Weekend Round-Up: Made In Portugal, Electric Bikes, And The Venusian Atmosphere

Weekend Round-Up: Made In Portugal, Electric Bikes, And The Venusian Atmosphere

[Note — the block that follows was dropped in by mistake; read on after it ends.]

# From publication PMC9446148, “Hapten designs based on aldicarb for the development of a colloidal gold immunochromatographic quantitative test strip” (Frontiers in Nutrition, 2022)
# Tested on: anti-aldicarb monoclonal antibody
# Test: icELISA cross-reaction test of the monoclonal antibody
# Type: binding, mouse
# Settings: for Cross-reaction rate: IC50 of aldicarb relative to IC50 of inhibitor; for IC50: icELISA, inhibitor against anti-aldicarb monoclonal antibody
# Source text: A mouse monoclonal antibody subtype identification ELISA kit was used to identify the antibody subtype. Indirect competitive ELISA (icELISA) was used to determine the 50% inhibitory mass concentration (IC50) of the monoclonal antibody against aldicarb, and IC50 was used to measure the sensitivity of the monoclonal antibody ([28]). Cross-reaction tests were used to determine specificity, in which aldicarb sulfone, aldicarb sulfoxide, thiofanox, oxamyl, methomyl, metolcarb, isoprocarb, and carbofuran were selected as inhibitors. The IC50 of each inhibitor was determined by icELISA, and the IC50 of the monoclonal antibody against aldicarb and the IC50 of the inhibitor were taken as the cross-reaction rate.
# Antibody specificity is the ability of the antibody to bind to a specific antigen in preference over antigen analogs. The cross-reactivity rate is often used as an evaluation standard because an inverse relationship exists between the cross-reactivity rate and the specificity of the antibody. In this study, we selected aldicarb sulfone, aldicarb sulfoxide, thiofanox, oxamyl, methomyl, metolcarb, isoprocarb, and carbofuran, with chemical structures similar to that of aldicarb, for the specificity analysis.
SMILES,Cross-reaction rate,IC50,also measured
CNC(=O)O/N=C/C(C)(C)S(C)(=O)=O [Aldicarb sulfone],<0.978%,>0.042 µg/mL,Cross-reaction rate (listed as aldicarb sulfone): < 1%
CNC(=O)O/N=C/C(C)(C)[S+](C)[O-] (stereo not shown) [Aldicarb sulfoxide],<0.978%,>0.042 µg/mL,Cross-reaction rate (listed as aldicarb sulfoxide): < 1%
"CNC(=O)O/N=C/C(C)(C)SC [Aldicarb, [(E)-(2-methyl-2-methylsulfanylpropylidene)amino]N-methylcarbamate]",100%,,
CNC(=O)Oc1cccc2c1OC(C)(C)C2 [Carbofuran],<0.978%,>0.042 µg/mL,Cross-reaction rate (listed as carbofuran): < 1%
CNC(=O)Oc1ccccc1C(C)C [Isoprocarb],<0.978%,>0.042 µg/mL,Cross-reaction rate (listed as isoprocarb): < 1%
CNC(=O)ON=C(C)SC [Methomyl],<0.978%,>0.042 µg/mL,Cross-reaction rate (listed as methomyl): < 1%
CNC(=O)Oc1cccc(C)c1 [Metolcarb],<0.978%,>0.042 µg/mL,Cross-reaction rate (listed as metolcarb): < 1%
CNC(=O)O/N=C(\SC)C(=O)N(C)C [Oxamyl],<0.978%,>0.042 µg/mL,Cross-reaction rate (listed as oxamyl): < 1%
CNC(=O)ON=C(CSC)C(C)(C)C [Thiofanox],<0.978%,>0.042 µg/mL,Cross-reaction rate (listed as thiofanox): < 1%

Chemistry is a funny thing, and so is the search for extraterrestrial life. They are, in fact, two great things that go great together. The likeliest scenario for the detection of life on other worlds is the detection of chemical biosignatures – the presence of chemicals, or fluctuations in levels of chemicals, or both, which have no explanation other than the metabolic processes of alien life. The problem is that various chemicals can be produced by a range of processes, some of which are metabolic pathways in living organisms, but some of which are not, and telling which is which is far from easy (Mars, for instance, has seasonal fluctuations in the amount of methane in its atmosphere, but there's no certain proof whatsoever, at this point, that microbial life is the reason). Recently, however, researchers have found evidence of a chemical compound called phosphine in the atmosphere of Venus. Venus is one of the most inhospitable of planets – surface temperature hot enough to melt lead; surface atmospheric pressure 90 times that on earth's surface, and it rains sulphuric acid (the Venusian atmosphere is almost pure carbon dioxide, and its greenhouse effects have turned Venus into the hell-world it is today). But things are more moderate in the upper levels of the clouds which permanently shroud the Venusian atmosphere, and it's possible – just possible – that there, life has found a foothold, with phosphine as its signature. Phosphine is produced almost exclusively on Earth by anaerobic microbes. If there is life floating above the ...
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